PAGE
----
Once you've decided to adopt an exotic pet for your child, you'll want to choose one that is likely to be both gentle and easy to handle. Likewise, pets for kids should also be able to deal with a child's sometimes noisy and rambunctious nature. Here is a look at eight of the most popular pets for kids including some basics about what they require from their caretakers.
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Larger, less skittish, longer-lived, and easier to handle than many other rodents, this often overlooked pet is extremely intelligent. Rats have unique personalities and love to play with toys and puzzles. They don’t have a reputation for biting, which is an additional pro. Rats should be kept in pairs, and they need a large cage. Though they are nocturnal, they tend to adapt somewhat to your schedule.
The only challenge with rats can be the unfair stigma associated with uncleanliness; like cats, they may urine mark when wandering, including on your hands. But rats are actually clean pets that groom themselves several times a day. If you like hairless tails, you'll love them—and so will your kids.
Length: 15 to 19 inches
Weight: 14 to 25 ounces
Physical Characteristics: Short hair on body, hairless pink long tail; coat color can be white, cinnamon, blue or black
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Generally quite tame and easy to handle gently, guinea pigs rarely bite. They get to know your routines and are quite responsive, which keeps kids interested. They also tend to be active throughout the day and night, so they are more likely to be awake alongside children.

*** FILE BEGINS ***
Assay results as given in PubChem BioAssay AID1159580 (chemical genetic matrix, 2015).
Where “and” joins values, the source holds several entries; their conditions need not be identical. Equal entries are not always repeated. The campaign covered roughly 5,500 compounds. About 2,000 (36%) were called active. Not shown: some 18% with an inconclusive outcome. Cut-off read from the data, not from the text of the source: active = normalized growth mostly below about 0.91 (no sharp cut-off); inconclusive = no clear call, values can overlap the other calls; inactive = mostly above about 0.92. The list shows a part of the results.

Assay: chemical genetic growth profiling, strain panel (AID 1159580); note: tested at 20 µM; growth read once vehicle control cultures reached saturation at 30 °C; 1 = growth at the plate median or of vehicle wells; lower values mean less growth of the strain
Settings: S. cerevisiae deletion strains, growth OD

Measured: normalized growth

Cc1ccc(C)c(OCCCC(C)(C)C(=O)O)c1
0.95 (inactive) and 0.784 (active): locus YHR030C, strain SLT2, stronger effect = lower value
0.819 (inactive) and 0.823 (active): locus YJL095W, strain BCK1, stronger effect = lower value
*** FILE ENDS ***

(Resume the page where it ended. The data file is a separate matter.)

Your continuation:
Kept in pairs, guinea pigs need a large living space. They are endearing and affectionate—they love to be pet and scratched. Guinea pigs are quite energetic and even enjoy running around in a large hamster ball to get exercise. For a long healthy life of five to eight years, feed fresh foods to meet their vitamin C needs.
Length: 8 to 10 inches
Weight: 25 to 42 ounces
Physical Characteristics: Round body, large head, fluffy coat, no tail, floppy "petal" ears; solid or patches, coat color from white to gold to lilac to black
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Gerbils can require some patience when attempting to tame them, but they can become quite friendly with regular handling. They are social so they should be kept in pairs or better yet, small groups. Even if they are not handled much, their play is fun to watch. Gerbils go through several sleep/wake cycles over 24 hours rather than sleeping all day or all night.
Alert: Care must be taken that a child never grabs a gerbil by the tail; dislocation and broken tails are very painful and permanent injuries for gerbils.
Length: 4-inch body, 4-inch tail
Weight: 2 to 4 ounces
Physical Characteristics: Long tail with tuft, pointed ears; solid or patches coat color from golden to white, blue, lilac, and gray
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"Beardies" are gentle reptiles. Hardier than the soft-skinned geckos, bearded dragons don’t typically bite and are the perfect size for small hands. These lizards enjoy eating a wide range of insects, worms, leafy vegetables, and the occasional piece of fruit. A bearded dragon loves to hang out on a child’s shoulder while homework is being completed. They are very quiet, have no smell, and live up to 20 years. Once you have their enclosure set up appropriately, they don't require much management.